Here's a a short review of Dark Light, the 2nd book in Ken MacLeod’s Engines of Light series – a classic intermediate chapter building the setting for the final instalment whilst re-visiting a load of old-Earth politics, leading to a classic clash of Philosophies and Ideologies, with the usual violent results for the local civilization.
The book picks up where the first one left the story – or, actually, it picks it up a light speed journey later, which means a lot of time has passed in the Universe, but none for the travelling protagonists. And, as they are at the event horizon of their event cone, it could as well have been an instantaneous transition, as Matt Cairns, the old Cosmonaut from Earth finds (his internal clock is still on 2049 plus the years he’s lived. Never mind a few centuries passing whilst travelling at the speed of light!).
This book is a collection of short stories playing in a 30k-long shopping Mall out in the Solar System, which itself is encased in an isolated pocket universe for humanity’s sake (or so the Selespridar say). The stories are linked by the Selespridar Auditor checking a sample of humans to see if humanity is ready to be released into the Galaxy and it’s civilization at large. But let’s start at the beginning...
Zoe McOmar is a ‘lonely unsatisfied Bible Belt Virgin’ as she puts it herself. She lives in Godzone, one of three Cylinder Worlds (plus the Vatican Asteroid) that make up the Bible Belt. Godzone is reserved for the reconstructionist Neo-Amish-Buddheo-krishna-ologism faithful (in contract to the recreationist and reformist strands), but not for Zoe anymore – she grabs her parents Toyochev (hurhur) and makes her way to Mallworld, the 30k long shopping mall and centre of the cilivized Solar System, obviously. Everything is on sale there, from babies at Storkways to your own death at the Way Out Suicide Parlors.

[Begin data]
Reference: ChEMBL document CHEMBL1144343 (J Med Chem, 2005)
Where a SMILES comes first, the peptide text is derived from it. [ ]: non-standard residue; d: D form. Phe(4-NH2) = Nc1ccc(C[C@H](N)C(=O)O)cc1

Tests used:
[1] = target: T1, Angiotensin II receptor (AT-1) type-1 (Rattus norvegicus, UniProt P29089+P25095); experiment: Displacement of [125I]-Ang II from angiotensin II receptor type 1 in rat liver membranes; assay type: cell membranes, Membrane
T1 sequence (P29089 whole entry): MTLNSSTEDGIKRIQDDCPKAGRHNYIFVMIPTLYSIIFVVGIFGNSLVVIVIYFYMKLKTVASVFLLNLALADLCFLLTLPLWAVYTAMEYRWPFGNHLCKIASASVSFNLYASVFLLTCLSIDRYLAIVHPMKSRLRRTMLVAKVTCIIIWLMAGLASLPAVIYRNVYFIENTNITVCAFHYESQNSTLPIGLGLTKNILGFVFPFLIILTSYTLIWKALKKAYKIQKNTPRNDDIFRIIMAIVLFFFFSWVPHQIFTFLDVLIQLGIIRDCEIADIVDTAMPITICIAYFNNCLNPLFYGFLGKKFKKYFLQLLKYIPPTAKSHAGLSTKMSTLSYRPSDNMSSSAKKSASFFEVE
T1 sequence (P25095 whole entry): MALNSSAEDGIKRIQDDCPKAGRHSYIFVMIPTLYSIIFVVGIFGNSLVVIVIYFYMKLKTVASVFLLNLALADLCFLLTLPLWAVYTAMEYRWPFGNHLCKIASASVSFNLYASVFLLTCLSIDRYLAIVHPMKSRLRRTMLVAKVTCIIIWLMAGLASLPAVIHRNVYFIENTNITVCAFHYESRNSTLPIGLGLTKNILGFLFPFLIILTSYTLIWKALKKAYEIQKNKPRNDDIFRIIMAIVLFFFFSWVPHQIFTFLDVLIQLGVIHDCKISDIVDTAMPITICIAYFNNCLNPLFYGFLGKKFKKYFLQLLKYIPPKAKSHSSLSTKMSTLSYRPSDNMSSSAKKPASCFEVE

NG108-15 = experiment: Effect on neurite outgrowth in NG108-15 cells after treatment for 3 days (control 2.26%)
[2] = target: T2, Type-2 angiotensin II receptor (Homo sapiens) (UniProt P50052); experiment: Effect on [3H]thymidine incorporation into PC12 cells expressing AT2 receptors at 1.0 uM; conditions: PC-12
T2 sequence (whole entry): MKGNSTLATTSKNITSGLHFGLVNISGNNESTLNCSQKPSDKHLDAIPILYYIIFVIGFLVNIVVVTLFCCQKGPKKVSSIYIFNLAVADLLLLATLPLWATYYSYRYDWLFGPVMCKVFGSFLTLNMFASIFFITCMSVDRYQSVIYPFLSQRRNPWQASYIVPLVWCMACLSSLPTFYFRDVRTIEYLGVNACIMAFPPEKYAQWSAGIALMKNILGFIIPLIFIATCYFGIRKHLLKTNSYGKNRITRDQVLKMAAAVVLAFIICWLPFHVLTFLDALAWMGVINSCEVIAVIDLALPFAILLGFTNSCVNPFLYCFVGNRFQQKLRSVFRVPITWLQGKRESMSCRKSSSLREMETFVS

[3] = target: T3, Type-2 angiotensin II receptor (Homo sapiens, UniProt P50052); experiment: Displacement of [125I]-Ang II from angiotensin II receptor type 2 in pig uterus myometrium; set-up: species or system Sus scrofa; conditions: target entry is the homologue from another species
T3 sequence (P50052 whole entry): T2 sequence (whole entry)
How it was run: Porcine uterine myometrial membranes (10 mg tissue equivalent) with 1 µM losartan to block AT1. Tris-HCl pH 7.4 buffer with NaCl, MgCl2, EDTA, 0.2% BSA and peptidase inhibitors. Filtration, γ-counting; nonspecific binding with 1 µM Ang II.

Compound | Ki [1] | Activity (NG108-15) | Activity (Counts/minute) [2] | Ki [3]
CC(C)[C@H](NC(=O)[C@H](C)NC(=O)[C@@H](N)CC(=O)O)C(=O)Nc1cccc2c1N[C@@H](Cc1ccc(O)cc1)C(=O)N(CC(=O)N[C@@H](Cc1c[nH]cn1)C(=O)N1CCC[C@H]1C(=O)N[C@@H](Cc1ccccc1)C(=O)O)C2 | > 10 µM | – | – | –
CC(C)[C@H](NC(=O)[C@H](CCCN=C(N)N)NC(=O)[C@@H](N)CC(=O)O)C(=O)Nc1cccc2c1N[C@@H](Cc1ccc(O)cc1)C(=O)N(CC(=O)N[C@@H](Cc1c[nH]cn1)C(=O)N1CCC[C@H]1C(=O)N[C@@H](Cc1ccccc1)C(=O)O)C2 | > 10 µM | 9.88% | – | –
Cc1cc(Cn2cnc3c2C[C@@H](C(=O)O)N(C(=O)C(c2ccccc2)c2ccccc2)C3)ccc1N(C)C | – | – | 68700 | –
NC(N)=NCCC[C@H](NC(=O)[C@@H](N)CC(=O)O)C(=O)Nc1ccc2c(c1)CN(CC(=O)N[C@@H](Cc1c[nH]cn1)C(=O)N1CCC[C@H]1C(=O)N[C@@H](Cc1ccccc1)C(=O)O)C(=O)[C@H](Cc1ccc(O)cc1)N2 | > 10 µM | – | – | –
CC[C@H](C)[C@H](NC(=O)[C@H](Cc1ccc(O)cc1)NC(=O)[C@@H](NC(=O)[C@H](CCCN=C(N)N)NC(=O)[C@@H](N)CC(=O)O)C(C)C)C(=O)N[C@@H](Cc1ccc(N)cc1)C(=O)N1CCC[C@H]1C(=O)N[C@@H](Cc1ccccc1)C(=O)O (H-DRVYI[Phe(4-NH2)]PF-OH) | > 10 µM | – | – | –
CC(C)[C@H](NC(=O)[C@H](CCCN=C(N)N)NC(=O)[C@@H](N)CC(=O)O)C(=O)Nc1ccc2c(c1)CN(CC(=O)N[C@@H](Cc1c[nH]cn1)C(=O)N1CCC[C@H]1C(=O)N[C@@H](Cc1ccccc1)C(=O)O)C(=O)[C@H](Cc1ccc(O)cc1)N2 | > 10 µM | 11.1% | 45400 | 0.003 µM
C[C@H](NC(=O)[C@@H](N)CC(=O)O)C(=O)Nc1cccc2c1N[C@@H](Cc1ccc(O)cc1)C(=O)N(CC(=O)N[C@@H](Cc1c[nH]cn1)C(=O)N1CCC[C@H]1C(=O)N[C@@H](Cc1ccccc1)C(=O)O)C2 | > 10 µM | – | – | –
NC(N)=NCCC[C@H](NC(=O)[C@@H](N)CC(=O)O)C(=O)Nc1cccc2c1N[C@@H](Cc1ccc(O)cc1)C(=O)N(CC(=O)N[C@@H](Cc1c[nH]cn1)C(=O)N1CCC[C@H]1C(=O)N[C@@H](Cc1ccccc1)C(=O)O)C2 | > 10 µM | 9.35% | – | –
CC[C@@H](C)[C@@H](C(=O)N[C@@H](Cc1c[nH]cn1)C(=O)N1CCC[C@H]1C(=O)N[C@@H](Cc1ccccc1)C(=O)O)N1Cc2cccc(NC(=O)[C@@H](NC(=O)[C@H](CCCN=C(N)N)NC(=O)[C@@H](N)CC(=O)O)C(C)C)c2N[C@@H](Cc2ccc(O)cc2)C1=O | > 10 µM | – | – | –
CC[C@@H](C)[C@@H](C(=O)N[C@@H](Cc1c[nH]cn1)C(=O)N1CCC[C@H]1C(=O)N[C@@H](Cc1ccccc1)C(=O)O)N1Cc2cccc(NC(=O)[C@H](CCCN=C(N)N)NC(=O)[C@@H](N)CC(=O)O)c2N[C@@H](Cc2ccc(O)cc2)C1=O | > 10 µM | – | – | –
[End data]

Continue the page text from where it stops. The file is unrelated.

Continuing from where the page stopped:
Here's a classic: Ringworldby Larry Niven, the 3rd Novel to win both the Hugo and the Nebula awards (there have been a few more since).
I feel that the ‘Hard SF’ tag is rather undeserved, but consider this tale of strange aliens, unfathomable artefacts, and the rise and fall (mainly the latter) of galactic races and civilizations highly entertaining. ‘Wizard Of Oz in Space’, was what came to mind...
Louis Wu is celebrating his birthday with a huge party. But, given that it is his 200th birthday, he feels 24 hours are not long enough, and at midnight he embarks on a trip around the world, from town to town, always ahead of the new day, to extent his Bicentenary as long as possible. During one of these jumps his Transfer Booth is tampered with, by Nessus, a Puppeteer, who want to hire him for a top secret mission.